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CLU-IN Studio
United States Environmental Protection Agency
Arsenic - Health and Remediation Applications, Session 2 - Emerging Issues in Arsenic Exposure and Disease
Sponsored by: NIEHS Superfund Research Program
Original Time/Date of Presentation:

November 5, 2012, 2:00 PM - 4:00 PM, EST (19:00-21:00 GMT)

Presentation Overview:

This seminar is the second in a three part series that coincides with the Superfund Research Program's 25th Anniversary and the 10th Anniversary of the Superfund Research Program (SRP) Risk e-Learning webinars. The SRP chose this opportunity to highlight the Program's accomplishments in the area of arsenic research. Since its inception, the SRP has funded work to understand the consequences of exposure to arsenic at the molecular and population levels. Equally important, these researchers have developed unique and effective methods to detect arsenic in the environment and to minimize human exposure to arsenic from drinking water and food sources.

Allan H. Smith, M.D., Ph.D.
University of California, Berkeley, School of Public Health The Astonishing Long-Term Effects of In Utero & Early Childhood Exposure to Arsenic
In this presentation Smith will discuss a unique arsenic exposure scenario that provides a rare opportunity to investigate the long-term mortality impact of early-life arsenic exposure. Smith's research team explored the mortality rates in Antofagasta, Chile, which had a distinct period of very high arsenic exposure from 1958 to 1971 when an arsenic removal plant was installed. The research team compared mortality rates in Antofagasta in the period of 1989-2000 with those of the rest of Chile, focusing on subjects who were born during or just before the peak exposure period and who were 30-49 years of age at the time of death. The results of Smith's research suggest that exposure to arsenic in drinking water during early childhood or in utero has major effects on subsequent mortality in young adults from both malignant (laryngeal cancer, lung cancer and bladder cancer) and nonmalignant (acute myocardial infarction, chronic renal failure and bronchiectasis) causes of death, beyond the effects attributable to any other human environmental exposure.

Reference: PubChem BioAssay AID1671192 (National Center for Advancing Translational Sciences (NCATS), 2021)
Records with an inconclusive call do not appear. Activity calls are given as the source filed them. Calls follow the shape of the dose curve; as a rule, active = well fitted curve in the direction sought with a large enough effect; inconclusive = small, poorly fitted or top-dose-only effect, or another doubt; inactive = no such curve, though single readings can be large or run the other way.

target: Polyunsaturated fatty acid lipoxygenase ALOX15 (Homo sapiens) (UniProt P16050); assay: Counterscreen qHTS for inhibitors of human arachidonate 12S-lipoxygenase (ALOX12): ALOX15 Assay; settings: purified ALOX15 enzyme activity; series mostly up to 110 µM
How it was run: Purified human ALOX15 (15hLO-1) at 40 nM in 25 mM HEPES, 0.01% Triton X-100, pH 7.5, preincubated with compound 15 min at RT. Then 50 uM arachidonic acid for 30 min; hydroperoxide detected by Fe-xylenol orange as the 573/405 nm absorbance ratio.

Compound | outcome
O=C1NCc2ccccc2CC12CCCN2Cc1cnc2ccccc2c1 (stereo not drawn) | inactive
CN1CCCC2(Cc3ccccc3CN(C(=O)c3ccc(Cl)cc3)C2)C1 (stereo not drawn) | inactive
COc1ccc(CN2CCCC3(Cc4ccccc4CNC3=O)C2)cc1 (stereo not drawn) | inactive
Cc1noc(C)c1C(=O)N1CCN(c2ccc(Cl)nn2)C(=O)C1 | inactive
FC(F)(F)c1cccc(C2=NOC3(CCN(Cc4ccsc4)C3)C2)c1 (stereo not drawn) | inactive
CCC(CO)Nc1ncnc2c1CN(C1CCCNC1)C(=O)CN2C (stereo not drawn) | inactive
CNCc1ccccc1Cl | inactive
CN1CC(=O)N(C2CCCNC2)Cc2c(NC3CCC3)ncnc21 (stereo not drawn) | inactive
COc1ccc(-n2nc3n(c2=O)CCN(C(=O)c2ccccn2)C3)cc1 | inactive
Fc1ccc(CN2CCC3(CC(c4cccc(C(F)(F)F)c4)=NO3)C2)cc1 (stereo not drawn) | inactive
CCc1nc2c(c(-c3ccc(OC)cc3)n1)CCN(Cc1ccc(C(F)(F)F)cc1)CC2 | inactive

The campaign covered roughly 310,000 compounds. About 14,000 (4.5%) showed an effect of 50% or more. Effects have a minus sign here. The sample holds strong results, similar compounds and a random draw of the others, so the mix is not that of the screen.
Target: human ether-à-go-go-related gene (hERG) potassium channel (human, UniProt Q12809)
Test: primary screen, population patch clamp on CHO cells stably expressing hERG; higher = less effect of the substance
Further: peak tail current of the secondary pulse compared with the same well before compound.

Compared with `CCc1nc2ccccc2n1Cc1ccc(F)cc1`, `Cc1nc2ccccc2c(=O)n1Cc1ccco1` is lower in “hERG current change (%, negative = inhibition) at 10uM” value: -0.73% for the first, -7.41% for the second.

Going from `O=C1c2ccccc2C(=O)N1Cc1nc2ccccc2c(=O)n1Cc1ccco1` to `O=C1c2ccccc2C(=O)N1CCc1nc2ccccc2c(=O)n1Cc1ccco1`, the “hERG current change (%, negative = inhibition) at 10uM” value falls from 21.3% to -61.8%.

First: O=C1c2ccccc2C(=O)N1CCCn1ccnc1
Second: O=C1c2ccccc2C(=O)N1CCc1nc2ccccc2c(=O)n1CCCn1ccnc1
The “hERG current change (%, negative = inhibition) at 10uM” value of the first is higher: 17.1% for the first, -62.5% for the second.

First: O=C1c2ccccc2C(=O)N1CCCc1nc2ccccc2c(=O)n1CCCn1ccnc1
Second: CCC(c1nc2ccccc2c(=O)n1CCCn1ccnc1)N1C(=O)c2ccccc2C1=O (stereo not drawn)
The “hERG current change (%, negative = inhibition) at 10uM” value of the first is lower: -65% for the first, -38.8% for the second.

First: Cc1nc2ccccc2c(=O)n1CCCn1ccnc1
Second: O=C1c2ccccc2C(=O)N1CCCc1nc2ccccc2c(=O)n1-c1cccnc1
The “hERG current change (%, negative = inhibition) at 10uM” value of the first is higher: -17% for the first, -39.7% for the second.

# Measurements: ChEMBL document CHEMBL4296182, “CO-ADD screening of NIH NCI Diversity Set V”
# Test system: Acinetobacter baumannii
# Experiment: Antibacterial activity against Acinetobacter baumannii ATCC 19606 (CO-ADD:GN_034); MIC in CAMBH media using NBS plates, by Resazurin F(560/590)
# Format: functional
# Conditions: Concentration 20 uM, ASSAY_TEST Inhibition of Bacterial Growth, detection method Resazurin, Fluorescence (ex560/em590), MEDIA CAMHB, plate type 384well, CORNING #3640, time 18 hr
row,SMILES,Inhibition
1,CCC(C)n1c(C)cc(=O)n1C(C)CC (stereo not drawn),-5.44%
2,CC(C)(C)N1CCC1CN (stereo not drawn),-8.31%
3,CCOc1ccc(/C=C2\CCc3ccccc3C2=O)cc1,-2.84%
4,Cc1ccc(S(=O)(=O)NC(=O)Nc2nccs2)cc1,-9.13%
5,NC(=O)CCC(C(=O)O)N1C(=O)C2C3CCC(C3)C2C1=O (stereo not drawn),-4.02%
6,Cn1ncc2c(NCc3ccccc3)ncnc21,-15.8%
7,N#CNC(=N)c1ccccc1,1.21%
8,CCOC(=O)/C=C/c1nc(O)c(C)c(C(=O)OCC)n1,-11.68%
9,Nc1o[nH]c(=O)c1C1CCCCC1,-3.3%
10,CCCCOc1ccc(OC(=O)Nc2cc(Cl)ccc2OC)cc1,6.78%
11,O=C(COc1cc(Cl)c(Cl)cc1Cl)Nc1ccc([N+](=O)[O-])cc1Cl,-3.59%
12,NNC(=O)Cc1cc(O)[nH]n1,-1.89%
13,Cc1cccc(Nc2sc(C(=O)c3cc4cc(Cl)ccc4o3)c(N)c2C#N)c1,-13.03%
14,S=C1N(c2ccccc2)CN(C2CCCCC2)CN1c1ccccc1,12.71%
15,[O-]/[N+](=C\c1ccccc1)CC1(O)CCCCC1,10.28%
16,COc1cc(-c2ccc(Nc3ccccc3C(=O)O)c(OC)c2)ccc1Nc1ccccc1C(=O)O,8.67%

Joshua W. Hamilton, Ph.D.
Dartmouth College SRP Center
Mouse Models of Human In Utero and Adult Exposures to Low-Dose Arsenic in Drinking Water

During this webinar Dr. Hamilton will discuss his recent research to develop unique mouse models of human fetal and early childhood exposure to arsenic (As) in order to determine both the adverse consequences of these exposures in controlled laboratory experiments and to investigate the underlying mechanisms for these effects. Dr. Hamilton will present the results of two mouse models. In the first model, young adult male and female C57BL6 mice were exposed to inorganic As+3 in drinking water at 10 or 100 parts per billion (ppb) — 10 ppb is the current US EPA Maximum Contaminant Level (MCL) and 100 ppb is twice the previous MCL of 50 ppb. These experiments revealed profound effects on innate immune response of lung to a viral (influenza) infection and on metabolic regulation by liver and adipose tissue. In the second model young adult female mice were exposed to 10 ppb arsenic in drinking water during pregnancy and post-natal nursing, and effects were observed on the mothers and the offspring. This latter model was designed to mimic recent human epidemiology studies from Chile that investigated the long-term consequences of fetal and early childhood exposures to arsenic in drinking water. The results of these mouse experiments demonstrated profound effects on metabolic regulation by the mothers and on growth and development by the offspring. These results support the hypothesis that exposure to arsenic at very low levels equivalent to the US MCL, particularly during pregnancy and during critical windows of fetal and neonatal development, can induce a number of adverse effects both in the adult mothers and their offspring, suggesting that such effects may occur in humans and may contribute to increased disease risks in exposed populations.

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